- The obligation for States to establish a single point of information which, in addition, must have a register in which to submit requests for re-use so that, once received, they are sent to the corresponding bodies and entities for resolution within a maximum period of two months.
- The creation at European level of a committee of experts with the aim of facilitating re-use, which will also have an advisory role for the Commission.
What are the main legal guarantees of the Regulation?
With these objectives in mind, the initiative aims to lay the foundations for building a model of European data governance based on transparency and neutrality as a counterweight to trends in other areas. Specifically, the aim is to establish a regulatory framework that reinforces the confidence of citizens, businesses and other organisations that their data will be reused in accordance with minimum legal standards, thus facilitating control over the uses made by third parties. Thus, among the main novelties of the proposal:
- Public bodies that allow the re-use of this type of data affected by the rights and interests of third parties are obliged to adopt the technical, organisational and legal measures that guarantee their protection.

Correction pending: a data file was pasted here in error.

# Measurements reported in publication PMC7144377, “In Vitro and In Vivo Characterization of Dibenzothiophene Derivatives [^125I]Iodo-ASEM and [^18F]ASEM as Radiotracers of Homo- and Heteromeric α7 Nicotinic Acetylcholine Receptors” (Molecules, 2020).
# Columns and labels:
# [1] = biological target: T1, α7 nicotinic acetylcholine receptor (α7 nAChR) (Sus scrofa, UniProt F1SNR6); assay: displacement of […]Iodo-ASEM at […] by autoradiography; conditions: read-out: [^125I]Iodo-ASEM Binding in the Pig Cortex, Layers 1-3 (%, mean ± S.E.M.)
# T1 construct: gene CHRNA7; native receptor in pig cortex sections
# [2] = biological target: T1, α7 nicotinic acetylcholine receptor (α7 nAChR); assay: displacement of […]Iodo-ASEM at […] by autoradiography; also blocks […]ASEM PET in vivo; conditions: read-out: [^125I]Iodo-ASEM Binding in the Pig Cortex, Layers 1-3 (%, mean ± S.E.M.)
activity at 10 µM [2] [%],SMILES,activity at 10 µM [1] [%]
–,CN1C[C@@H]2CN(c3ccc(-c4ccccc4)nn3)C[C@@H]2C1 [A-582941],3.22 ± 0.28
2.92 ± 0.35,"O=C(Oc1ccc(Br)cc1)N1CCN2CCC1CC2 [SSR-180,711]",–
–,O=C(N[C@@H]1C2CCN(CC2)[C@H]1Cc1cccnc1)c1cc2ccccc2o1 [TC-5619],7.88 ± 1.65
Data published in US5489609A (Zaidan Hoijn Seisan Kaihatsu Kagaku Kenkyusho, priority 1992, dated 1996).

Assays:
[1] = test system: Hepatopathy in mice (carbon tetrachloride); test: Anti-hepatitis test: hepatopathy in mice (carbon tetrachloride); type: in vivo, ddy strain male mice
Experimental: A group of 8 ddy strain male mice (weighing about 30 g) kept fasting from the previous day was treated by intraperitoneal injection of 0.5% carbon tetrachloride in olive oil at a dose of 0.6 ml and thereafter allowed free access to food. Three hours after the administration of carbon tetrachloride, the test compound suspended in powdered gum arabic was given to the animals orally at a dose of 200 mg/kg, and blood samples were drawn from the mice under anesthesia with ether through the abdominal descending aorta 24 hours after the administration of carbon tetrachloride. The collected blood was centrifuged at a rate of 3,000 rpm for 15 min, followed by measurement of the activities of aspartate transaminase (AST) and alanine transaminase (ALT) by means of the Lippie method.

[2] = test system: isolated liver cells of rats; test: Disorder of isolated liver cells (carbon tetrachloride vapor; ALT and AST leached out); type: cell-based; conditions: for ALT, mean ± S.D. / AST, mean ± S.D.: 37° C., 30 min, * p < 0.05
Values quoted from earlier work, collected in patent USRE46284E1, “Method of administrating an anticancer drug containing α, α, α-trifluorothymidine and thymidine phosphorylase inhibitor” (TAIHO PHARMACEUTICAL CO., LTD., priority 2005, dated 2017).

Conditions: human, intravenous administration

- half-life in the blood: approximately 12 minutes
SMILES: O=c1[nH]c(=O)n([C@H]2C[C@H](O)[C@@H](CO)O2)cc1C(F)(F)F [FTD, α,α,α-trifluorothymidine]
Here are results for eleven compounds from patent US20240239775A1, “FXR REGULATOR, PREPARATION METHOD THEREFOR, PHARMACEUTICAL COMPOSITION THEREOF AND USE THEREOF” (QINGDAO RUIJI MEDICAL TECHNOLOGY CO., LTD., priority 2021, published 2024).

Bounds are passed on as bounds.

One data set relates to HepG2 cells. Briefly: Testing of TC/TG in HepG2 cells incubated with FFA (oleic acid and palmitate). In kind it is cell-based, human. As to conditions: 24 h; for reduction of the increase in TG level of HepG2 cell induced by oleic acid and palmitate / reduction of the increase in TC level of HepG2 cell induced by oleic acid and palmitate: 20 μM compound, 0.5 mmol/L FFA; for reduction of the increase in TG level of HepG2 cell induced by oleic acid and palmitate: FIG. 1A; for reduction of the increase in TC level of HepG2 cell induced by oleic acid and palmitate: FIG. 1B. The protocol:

- The possibility is established for public bodies to impose an obligation that data may be re-used only if it has been subject to "pre-processing", which consists in making it anonymous, pseudonymous or, where appropriate, deleting confidential information.
- It is foreseen that re-use is only allowed in environments directly controlled by the public body if there is no other alternative that can meet the needs of the re-user.
- Public bodies are recognised as having the power to prohibit the use of the results of data processing that contains information that endangers the rights and interests of third parties.